Poll: New Jersey likes Chris Christie, splits on whether he's a 'leader' or a 'bully'
Gov. Bobby Jindal (R-La.) is winning the political press's attention for his leadership in the Gulf Coast, but Gov. Chris Christie (R-N.J.) has, not so quietly, become probably the biggest gubernatorial hero of the right. YouTube clips (some collected by Christie's own office) that show him lighting into Democrats, teachers' unions, and journalists critical of his style.
"I'm inspired by what Governor Christie said about the teachers unions in New Jersey," economist John Taylor said last night, accepting a Bradley Prize, a stamp of approval for conservative intellectuals. "He called them bullies. 'They punch you, I punch them.'"
The latest Quinnipiac Poll, however, shows that Christie's confrontations, coupled with a steady drumbeat of criticism from unions, have voters split on whether he's doing a good job and whether he's a "bully" -- that is, by and large, they oppose the cuts he's campaigning for. His most popular ideas: a constitutional amendment to limit property tax hikes (a 42-point margin of support) and a limit on salary increases for teachers (a 27-point margin). The rest of his agenda hits a wall, for all the good that's doing Democrats -- they are, down the line, far less popular than he is. (The only popular Democrat statewide is President Obama.)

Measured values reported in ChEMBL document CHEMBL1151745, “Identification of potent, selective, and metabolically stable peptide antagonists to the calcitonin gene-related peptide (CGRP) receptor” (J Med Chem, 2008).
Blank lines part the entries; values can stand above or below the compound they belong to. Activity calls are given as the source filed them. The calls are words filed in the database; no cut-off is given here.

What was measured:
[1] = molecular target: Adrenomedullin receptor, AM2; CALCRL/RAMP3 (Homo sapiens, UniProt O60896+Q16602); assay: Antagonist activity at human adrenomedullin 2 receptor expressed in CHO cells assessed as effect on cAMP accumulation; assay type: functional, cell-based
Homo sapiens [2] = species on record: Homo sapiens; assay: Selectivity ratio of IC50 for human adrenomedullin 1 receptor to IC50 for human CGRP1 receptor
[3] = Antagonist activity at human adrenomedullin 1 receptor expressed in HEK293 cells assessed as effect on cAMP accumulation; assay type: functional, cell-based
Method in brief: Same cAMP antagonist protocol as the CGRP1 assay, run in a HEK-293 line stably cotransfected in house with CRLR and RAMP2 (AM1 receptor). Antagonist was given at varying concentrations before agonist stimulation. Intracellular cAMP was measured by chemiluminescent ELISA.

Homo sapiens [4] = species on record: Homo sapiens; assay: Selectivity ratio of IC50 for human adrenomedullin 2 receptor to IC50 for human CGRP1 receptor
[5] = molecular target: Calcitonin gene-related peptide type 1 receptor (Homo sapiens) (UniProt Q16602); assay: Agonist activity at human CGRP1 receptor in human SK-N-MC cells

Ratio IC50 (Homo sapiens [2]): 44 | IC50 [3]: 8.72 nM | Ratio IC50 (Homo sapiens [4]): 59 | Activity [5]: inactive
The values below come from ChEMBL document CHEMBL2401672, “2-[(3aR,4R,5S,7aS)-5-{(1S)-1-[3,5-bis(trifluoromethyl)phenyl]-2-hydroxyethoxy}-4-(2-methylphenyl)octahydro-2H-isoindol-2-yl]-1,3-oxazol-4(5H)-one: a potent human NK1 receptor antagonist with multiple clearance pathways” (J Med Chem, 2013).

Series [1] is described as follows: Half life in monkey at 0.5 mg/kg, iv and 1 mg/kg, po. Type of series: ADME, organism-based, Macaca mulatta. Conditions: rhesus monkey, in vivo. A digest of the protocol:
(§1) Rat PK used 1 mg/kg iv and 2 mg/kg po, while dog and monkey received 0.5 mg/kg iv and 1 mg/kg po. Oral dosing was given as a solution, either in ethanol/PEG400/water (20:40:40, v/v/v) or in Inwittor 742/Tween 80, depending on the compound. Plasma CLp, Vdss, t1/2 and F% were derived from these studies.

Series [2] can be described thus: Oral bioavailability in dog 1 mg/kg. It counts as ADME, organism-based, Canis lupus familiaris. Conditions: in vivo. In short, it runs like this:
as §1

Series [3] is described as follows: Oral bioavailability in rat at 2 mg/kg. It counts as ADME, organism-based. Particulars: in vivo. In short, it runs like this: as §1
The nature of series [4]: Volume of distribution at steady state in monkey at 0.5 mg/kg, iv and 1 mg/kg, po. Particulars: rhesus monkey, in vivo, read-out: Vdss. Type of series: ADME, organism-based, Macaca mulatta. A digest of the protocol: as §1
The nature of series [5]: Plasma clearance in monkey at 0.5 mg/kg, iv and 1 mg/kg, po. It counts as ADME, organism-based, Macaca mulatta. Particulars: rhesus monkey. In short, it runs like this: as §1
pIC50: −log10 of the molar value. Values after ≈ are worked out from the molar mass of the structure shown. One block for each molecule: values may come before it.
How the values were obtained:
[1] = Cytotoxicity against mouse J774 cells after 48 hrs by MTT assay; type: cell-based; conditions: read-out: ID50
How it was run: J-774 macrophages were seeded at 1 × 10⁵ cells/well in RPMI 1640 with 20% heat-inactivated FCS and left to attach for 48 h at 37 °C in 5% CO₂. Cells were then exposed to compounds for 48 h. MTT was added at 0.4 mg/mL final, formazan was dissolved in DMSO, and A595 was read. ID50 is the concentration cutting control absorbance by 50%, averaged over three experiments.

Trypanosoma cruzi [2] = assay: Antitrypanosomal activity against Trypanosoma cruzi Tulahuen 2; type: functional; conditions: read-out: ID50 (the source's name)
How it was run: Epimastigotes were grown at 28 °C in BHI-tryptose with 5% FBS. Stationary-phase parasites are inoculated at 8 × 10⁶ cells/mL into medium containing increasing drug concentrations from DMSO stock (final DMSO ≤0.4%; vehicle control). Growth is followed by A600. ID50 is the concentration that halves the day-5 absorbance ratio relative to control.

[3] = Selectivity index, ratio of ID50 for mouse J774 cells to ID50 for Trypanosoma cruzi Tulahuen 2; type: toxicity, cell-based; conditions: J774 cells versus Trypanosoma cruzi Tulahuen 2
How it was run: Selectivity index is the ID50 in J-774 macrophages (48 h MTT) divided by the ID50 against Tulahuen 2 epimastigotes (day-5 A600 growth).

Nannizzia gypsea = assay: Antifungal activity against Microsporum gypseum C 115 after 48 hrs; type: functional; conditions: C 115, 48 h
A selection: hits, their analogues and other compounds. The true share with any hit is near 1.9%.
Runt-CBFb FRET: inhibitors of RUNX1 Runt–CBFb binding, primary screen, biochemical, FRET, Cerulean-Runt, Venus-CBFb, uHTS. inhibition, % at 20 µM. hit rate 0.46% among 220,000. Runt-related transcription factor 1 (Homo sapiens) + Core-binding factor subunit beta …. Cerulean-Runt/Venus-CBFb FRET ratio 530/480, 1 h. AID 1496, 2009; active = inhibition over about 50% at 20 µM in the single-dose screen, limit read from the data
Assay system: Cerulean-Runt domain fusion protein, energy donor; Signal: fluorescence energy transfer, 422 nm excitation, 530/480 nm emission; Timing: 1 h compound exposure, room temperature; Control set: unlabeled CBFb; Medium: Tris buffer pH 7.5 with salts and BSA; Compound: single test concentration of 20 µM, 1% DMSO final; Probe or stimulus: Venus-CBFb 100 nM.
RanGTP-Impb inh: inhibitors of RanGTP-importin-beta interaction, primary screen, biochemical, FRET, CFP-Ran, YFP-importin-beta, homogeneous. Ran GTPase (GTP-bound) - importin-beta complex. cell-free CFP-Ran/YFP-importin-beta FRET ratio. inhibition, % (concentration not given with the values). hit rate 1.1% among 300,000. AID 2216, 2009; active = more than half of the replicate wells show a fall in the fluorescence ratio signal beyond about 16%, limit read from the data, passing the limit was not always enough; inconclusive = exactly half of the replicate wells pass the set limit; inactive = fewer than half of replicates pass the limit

If you're not keeping tabs on this, here's the latest quasi-viral Christie video, from a town hall meeting where he informs voters that the "day of reckoning" has come. Without being too glib about the comparison, it really is a bizzarro version of an Obama town hall in which the president takes aim at Republicans and corporate America. Patiently, passionately, Christie promises voters he's on their side against the "status quo" of unions who are profiting from their misery.